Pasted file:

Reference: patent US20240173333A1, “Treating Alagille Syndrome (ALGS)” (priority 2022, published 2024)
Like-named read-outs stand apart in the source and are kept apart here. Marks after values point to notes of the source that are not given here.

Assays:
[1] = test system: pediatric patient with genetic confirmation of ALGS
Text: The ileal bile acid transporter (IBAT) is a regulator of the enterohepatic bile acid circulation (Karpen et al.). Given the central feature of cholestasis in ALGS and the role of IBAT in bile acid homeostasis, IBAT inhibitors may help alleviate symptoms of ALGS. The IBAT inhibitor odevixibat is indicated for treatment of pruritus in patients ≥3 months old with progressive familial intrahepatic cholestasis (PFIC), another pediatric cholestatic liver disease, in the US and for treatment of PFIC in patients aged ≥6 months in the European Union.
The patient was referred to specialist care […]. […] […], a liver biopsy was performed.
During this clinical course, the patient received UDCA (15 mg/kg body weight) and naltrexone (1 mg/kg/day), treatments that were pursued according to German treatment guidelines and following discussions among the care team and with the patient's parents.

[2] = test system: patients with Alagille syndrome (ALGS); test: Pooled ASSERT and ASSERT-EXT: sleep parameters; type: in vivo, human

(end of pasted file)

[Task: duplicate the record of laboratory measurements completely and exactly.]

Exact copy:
Reference: patent US20240173333A1, “Treating Alagille Syndrome (ALGS)” (priority 2022, published 2024)
Like-named read-outs stand apart in the source and are kept apart here. Marks after values point to notes of the source that are not given here.

Assays:
[1] = test system: pediatric patient with genetic confirmation of ALGS
Text: The ileal bile acid transporter (IBAT) is a regulator of the enterohepatic bile acid circulation (Karpen et al.). Given the central feature of cholestasis in ALGS and the role of IBAT in bile acid homeostasis, IBAT inhibitors may help alleviate symptoms of ALGS. The IBAT inhibitor odevixibat is indicated for treatment of pruritus in patients ≥3 months old with progressive familial intrahepatic cholestasis (PFIC), another pediatric cholestatic liver disease, in the US and for treatment of PFIC in patients aged ≥6 months in the European Union.
The patient was referred to specialist care […]. […] […], a liver biopsy was performed.
During this clinical course, the patient received UDCA (15 mg/kg body weight) and naltrexone (1 mg/kg/day), treatments that were pursued according to German treatment guidelines and following discussions among the care team and with the patient's parents.

[2] = test system: patients with Alagille syndrome (ALGS); test: Pooled ASSERT and ASSERT-EXT: sleep parameters; type: in vivo, human